Black Monday

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For the music by the rapper Dice, see Black Monday (album).

Black Monday is a term used to refer to certain events which occurred or occur on a Monday. It has been used in the following cases:

Historic events[edit]

  • 1209, Dublin – when a group of 500 recently arrived settlers from Bristol were massacred by warriors of the Gaelic O'Byrne clan. The group had left the safety of the walled city of Dublin to celebrate Easter Monday near a wood at Ranelagh, when they were attacked without warning. Although now a relatively obscure event in history, it was commemorated by a mustering of the Mayor, Sheriffs and soldiers on the day as a challenge to the native tribes for centuries afterwards.[1]
  • 14 April 1360, Paris – when inclement weather killed men and horses in the army of Edward III during the Hundred Years' War. [2]
  • 24 February 1689. During the Williamite War in Ireland the Protestant inhabitants of Bandon rose up against the Irish Army garrison of the town in an incident known as Black Monday. Bandon was quickly recaptured by Justin MacCarthy.
  • 28 October 1929, stockmarkets in the United States began to crash, prior to Black Tuesday.
  • 17 May 1954, Washington, D.C. – Following the Supreme Court's decision in Brown v. Board of Education, U.S. Representative John Bell Williams (D-Mississippi) coined the term “Black Monday” on the floor of Congress to denote Monday, 17 May 1954, the date of the Supreme Court's decision. In opposition to the decision, white citizens' councils formally organized throughout the south to preserve segregation and defend segregated schools.[3]
  • 19 September 1977, YoungstownYoungstown Sheet and Tube closes its doors and furloughs 5000 workers, devastating the Youngstown economy.
  • 19 October 1987 – sharemarkets around the world crashed rapidly.
  • 20 July 2009, Berlin – Only 330 of the 1,260 of the Berlin S-Bahn's train cars were good for operation.[4] Earlier in the month 380 (30.2%) train cars were removed, making the total removed on 20 July was at 550 (43.7%).[4]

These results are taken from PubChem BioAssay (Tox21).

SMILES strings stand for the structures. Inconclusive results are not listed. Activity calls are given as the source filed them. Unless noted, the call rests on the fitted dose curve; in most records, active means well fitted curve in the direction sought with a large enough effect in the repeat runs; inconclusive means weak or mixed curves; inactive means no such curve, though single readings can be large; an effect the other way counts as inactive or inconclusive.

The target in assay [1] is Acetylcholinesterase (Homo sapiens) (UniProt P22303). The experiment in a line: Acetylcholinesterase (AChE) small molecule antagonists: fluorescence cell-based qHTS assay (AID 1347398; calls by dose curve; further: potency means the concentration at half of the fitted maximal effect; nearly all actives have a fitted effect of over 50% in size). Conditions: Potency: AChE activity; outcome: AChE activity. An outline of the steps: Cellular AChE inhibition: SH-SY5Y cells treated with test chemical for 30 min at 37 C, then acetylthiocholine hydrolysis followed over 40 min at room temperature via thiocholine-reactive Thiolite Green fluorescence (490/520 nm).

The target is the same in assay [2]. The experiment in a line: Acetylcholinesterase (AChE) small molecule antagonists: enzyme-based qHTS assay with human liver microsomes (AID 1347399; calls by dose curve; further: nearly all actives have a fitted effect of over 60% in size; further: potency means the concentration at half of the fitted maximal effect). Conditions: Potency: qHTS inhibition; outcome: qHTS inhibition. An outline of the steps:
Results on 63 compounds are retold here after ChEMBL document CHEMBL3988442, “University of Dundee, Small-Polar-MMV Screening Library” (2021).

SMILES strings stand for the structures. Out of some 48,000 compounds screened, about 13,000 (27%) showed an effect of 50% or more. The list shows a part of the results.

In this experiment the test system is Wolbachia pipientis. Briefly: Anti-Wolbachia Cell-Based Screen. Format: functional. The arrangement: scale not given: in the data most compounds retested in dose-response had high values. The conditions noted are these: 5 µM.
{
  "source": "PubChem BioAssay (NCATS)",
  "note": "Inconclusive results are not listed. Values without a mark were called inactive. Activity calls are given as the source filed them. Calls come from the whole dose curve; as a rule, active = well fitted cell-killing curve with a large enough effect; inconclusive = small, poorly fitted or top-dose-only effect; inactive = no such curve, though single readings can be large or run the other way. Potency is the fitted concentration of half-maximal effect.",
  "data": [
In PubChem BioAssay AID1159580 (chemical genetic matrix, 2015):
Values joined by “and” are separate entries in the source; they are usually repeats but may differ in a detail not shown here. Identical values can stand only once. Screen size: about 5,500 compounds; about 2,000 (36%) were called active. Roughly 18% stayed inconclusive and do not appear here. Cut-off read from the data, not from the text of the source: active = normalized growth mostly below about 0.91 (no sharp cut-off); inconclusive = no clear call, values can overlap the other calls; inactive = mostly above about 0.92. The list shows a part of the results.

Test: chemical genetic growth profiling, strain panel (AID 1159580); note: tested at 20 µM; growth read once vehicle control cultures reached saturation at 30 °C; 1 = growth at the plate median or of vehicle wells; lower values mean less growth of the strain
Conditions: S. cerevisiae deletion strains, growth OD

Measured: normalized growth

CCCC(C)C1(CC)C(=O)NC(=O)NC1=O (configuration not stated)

• 30–31 July 2012 – 2012 India blackouts: Due to an increase in power usage brought on by extreme heat in the summer of 2012, circuit breakers along the 400 kV Bina-Gwalior line tripped and caused critical outages that affected nearly half of India (22 out of 28 states), or 620 million people (nearly 9% of the world's population).
  • 24 November 2014; Beginning of the 2nd wave of the 2014 unrest in Ferguson, Missouri
  • 24 August 2015; 2015 Chinese stock market crash. The SSE Composite Index declined by 8.45%.[5]

Recurring events[edit]

  • The day following the final Sunday of the National Football League season (Week 17) on which numerous coaches and general managers of underperforming teams are fired or resign their positions.[6] First use of the phrase was attributed by a pair of writers in the New York Times to a 1998 Associated Press story, "Black Monday for NFL Coaches."[6] The term is also sometimes used in reference to the day following the annual NFL Draft where players' contracts may be terminated once new players are added to a roster.[7]
  • An old schoolboys' name for the first Monday after the holidays.[8]


The Getaway: Black Monday


  1. ^ Sir James Ware (13 January 2010). The antiquities and history of Ireland. 
  2. ^ Brand, John (1725, R&T edition 1905). Brand's Popular Antiquities of Great Britain I. London: Reeves and Turner. p. 53.  Check date values in: |date= (help)
  3. ^ "Brown vs. Board of Education at Fifty exhibit". The Library of Congress. Retrieved 9 May 2014. 
  4. ^ a b "Berlin commuters face S-Bahn chaos". The Local. 20 July 2009. Retrieved 6 May 2013. 
  5. ^ "Business Day on Twitter: "'Black Monday': Xinhua calls it before trading even finishes @philipwen11 #ASX #ausbiz"". 22 February 2009. Retrieved 25 August 2015. 
  6. ^ a b Ken Belson with Alain Delaqueriere, "Black Monday: Now a Ritual Whose Meaning is Clear," New York Times, 28 December 2013.
  7. ^ "ProFootballTalk". ProFootballTalk. Retrieved 23 November 2011. 
  8. ^ Webster 1913